I could spout off angrily about the Brewers getting swept by the Pirates, coming back strong to defeat the Nationals 3 of 4, and taking that momentum all the way to the bank in Milwaukee. Of course, they left it at the bank and got swept by the Reds at Miller Park this week, so we won’t talk about that anymore. The Crew is now 61-66 and, for all intensive purposes, donezo.
So instead we’re going to discuss the NL Rookie of the Year race, with 95% of the discussion centered around NL Central players and a line or two about the rest of the schmucks in the league.
Randy Wells, Cubs SP: His first appearance came on May 8. He’s 9-7 on the bump with 14 quality starts. He’s thrown 126.2 innings and fashioned a 3.06 ERA with a 1.22 WHIP. He is tied for team lead in wins and leads the team in ERA. Wells couldn’t buy a win early in the year despite pitching well, but has come on as of late. He went 5-1 in July despite having his highest ERA that month (still just 3.23), so take that for whatever it’s worth.
Andrew McCutchen, Pirates CF: He came up on June 4 and is such a highly-touted prospect that the Pirates got rid of the very talented Nyger Morgan to place McCutchen in center. He’s played in 72 games and hits leadoff every day. Through 290 at-bats, he has a .290 BA and has laced 18 doubles, 6 triples, and 9 ding-dongs. The speedy sonofabitch also has 15 stolen bases in 18 attempts. I give him extra props for playing a very important position in the field and hitting in a very important spot, albeit for a very shitty team.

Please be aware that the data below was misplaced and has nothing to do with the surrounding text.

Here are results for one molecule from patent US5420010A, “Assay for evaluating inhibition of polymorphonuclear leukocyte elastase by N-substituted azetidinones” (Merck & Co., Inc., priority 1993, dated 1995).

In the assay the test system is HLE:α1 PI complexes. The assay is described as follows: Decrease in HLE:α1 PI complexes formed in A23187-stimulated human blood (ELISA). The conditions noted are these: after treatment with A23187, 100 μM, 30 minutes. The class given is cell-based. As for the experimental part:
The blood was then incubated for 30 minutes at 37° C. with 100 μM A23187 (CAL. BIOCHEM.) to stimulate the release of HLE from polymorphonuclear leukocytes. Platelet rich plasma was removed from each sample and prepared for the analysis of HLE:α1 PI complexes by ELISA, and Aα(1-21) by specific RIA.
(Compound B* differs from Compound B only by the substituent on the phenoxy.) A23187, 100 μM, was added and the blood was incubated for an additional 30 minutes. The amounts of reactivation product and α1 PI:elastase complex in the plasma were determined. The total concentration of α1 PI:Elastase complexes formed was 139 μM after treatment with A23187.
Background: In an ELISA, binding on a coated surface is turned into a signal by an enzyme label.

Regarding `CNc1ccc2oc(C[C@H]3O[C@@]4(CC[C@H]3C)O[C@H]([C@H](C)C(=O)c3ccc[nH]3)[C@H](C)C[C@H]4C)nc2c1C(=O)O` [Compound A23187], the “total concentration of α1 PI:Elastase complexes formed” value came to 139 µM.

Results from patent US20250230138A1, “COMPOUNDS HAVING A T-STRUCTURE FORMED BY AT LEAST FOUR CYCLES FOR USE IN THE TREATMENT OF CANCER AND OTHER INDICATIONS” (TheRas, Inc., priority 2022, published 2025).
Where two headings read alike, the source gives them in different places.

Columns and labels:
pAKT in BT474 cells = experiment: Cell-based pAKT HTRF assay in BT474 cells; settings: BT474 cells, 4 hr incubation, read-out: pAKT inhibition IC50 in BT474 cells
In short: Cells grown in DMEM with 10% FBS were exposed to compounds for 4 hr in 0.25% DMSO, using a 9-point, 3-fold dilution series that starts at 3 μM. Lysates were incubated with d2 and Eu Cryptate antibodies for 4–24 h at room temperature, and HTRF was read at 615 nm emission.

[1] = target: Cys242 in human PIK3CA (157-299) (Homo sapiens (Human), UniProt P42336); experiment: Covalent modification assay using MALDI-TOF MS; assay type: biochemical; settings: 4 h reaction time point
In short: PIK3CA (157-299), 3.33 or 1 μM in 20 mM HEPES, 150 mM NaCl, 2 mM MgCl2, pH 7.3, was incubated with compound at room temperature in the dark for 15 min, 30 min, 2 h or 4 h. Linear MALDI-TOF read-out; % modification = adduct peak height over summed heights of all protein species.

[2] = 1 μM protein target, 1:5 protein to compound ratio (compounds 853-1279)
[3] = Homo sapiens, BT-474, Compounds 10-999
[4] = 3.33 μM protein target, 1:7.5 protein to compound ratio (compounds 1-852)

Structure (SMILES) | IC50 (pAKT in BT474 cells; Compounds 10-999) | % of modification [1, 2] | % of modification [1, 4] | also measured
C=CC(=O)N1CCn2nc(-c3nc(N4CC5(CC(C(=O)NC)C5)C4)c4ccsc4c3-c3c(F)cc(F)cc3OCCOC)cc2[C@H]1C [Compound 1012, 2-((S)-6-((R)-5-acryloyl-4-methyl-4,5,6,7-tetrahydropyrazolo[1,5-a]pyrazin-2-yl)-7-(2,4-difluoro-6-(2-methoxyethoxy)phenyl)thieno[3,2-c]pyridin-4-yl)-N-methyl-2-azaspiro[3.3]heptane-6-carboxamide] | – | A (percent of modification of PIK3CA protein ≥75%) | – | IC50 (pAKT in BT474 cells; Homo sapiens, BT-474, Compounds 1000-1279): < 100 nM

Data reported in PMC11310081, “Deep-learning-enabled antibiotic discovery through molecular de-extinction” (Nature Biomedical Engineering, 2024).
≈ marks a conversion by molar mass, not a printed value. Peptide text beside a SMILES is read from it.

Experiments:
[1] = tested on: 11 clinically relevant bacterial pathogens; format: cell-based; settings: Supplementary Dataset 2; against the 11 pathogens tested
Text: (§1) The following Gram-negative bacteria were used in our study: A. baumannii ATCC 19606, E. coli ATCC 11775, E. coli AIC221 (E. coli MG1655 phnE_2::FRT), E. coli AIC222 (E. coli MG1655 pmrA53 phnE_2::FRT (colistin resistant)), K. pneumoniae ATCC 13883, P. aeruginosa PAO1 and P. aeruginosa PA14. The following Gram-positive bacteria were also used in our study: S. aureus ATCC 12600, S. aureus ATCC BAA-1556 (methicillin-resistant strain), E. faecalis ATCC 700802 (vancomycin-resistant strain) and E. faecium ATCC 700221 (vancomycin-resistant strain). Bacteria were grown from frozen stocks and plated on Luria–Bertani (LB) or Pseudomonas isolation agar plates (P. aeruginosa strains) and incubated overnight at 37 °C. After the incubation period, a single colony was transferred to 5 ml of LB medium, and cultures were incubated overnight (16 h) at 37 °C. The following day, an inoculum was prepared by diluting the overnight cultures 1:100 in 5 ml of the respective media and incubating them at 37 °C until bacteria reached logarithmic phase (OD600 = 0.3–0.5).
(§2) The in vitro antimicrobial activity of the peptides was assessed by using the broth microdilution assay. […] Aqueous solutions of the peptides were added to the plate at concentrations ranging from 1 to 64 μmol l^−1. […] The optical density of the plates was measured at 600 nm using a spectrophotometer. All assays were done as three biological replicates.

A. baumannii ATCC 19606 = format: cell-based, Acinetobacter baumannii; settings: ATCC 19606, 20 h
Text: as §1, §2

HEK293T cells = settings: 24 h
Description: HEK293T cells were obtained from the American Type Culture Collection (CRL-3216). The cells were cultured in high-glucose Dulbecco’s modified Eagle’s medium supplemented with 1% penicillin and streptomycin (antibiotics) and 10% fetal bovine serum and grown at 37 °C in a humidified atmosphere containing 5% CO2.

Casey McGehee, Brewers 3B: The Crew picked up the ex-Cub in the offseason and he’s been up since day one. He played well enough for the Brewers to finally ditch Billy Hall and has played in 83 games so far. In 245 AB, McGehee is hitting .290 with 14 doubles, a triple and 10 jimmy-jacks. He’s knocked in 39 runs as well. He gets bonus points for driving without headlights, being pulled over by my buddy, and being let go because, well, fuck it, go Brewers. (Ed. Note: This was earlier this season, when the team didn’t make fans want to gouge their eyes out. He’d probably be locked up for two years if it happened yesterday.)
Colby Rasmus, Cardinals OF: In 115 games, Rasmus is hitting .251 in 366 AB, He has 20 doubles, a triple and 13 Yahtzee!’s to his credit in 2009. The man also has contributed 41 RBI for the division leaders. He gets his bonus points for starting since day one and playing almost every day – admittedly tougher on a rookie than playing a shorter season because of a late call-up. However, he loses crucial points for being named Colby. Really?!? Bold statement, Mr. and Mrs. Rasmus. He probably has a brother named Tristan, too.
The Astros and Reds have no rookies of consequence, or at least none that I can think of right now. They aren’t good enough to matter anyway.
Oh yeah, somebody tells me there are two other divisions in the NL and they want in on the action. I’ll appease the masses… Philadelphia starting pitcher J.A. Happ is 10-3 with a 2.63 ERA. He is a Bossman. Atlanta starting pitcher Tommy Hanson came with more hype, and has been good, but is a paltry (not really) 9-2 with a 3.12 ERA. I deem nobody else worthwhile of mention here, but I’m almost positive the Marlins have like 13 awesome rookies they will trade away in the next two years to continue the slow, painful crushing of Hanley Ramirez’ soul.
NL ROY: Happ.
NLC ROY: Wells. McCutchen. McGehee. Rasmus. In that order.